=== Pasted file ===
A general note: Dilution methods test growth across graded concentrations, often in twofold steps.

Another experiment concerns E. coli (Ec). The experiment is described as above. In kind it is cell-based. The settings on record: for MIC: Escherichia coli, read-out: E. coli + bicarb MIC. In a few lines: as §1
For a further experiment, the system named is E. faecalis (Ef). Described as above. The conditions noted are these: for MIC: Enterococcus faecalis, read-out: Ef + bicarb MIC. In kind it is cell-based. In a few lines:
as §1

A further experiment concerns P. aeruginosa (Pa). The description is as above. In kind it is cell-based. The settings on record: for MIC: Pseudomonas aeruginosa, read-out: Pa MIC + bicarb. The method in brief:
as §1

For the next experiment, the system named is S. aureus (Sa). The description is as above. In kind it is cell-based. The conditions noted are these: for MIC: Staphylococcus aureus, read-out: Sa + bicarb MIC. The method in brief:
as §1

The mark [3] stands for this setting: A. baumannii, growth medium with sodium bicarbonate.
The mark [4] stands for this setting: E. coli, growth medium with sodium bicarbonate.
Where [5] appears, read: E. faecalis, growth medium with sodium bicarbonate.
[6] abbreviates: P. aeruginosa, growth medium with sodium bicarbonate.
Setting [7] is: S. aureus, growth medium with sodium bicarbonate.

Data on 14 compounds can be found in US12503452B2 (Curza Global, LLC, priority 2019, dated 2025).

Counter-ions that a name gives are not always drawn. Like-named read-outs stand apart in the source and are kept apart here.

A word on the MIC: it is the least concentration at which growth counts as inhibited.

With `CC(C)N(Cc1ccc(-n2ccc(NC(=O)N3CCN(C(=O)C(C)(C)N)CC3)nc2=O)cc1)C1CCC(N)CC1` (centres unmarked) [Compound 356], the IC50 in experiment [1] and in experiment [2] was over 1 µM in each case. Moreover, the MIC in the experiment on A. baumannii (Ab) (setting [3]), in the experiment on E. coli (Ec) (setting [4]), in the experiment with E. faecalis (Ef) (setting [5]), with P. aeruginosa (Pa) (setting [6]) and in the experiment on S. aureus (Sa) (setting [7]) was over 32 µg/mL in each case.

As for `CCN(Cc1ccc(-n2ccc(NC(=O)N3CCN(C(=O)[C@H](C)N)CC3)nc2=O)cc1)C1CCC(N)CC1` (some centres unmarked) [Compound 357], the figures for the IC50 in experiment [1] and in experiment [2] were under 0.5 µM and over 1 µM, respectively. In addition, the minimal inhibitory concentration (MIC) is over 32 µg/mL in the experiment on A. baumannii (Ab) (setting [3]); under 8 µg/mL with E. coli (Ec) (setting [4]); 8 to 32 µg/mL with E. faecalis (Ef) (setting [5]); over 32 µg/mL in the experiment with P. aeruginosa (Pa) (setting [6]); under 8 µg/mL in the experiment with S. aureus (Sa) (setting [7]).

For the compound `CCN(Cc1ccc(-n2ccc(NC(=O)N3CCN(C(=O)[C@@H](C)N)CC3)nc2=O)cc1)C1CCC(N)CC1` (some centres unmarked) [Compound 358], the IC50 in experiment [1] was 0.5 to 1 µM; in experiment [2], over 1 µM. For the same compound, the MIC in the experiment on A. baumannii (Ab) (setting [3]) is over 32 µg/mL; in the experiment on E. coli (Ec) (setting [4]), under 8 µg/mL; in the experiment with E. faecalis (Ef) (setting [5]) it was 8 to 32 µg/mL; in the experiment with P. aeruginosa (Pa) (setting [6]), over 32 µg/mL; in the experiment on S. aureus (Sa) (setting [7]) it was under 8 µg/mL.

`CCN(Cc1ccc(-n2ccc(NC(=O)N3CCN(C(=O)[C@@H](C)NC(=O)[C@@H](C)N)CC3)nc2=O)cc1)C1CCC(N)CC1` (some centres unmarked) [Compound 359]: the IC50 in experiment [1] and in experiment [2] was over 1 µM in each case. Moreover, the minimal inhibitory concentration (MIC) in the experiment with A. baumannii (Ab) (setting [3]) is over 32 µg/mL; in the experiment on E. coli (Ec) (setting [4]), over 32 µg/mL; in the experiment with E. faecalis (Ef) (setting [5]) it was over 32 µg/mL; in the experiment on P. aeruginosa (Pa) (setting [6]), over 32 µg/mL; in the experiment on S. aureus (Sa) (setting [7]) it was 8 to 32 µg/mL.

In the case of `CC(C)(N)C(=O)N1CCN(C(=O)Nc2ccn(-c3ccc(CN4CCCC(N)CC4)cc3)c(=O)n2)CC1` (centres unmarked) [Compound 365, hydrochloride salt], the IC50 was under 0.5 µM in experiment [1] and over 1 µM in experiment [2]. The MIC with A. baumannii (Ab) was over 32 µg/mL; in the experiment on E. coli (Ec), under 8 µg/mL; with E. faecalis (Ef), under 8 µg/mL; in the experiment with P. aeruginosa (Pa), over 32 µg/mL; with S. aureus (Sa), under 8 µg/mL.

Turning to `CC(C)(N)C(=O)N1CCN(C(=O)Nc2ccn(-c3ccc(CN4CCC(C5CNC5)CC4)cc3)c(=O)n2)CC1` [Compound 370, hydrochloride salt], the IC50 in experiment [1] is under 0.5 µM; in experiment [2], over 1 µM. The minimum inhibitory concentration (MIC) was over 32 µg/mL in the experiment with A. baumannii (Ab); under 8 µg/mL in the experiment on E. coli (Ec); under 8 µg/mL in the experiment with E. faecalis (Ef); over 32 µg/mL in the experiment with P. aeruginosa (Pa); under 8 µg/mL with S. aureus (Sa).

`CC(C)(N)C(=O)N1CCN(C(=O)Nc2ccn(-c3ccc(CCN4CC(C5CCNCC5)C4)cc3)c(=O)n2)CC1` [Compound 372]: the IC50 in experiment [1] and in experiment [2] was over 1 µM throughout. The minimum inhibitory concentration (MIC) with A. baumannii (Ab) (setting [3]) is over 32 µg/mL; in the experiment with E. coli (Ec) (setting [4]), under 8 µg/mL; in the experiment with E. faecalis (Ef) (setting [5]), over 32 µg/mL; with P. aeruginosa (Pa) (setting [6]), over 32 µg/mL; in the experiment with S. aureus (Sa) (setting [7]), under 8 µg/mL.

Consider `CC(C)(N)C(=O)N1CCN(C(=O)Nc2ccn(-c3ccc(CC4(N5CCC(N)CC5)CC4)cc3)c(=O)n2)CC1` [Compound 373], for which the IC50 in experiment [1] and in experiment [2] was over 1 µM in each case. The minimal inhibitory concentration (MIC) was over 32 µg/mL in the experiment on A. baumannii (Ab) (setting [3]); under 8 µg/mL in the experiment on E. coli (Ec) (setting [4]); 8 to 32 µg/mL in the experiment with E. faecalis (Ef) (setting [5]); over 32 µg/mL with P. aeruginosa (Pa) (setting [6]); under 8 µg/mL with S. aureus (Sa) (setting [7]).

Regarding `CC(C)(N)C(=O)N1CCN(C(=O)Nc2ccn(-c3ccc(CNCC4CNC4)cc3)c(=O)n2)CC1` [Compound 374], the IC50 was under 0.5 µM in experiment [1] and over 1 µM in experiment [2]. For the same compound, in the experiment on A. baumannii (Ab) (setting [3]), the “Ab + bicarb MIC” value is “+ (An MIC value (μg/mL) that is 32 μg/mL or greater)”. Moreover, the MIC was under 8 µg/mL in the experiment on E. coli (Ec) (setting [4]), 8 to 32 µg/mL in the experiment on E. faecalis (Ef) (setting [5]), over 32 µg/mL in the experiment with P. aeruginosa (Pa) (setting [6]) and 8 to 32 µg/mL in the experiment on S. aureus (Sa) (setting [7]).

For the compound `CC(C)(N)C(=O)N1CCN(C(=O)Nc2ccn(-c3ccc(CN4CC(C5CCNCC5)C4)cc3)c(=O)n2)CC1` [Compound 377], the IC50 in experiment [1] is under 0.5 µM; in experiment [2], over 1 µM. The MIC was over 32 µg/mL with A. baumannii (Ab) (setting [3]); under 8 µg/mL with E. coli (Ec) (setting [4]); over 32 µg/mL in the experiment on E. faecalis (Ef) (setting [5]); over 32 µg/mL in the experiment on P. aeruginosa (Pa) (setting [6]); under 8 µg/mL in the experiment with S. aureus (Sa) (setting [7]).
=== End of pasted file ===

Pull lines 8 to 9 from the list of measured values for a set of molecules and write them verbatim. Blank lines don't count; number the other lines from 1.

as §1

The mark [3] stands for this setting: A. baumannii, growth medium with sodium bicarbonate.